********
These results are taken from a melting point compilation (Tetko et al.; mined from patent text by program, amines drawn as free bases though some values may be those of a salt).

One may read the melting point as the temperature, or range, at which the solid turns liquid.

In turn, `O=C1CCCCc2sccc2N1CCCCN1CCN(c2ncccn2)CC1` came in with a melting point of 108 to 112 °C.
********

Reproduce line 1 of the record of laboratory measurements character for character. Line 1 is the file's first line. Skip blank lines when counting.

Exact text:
These results are taken from a melting point compilation (Tetko et al.; mined from patent text by program, amines drawn as free bases though some values may be those of a salt).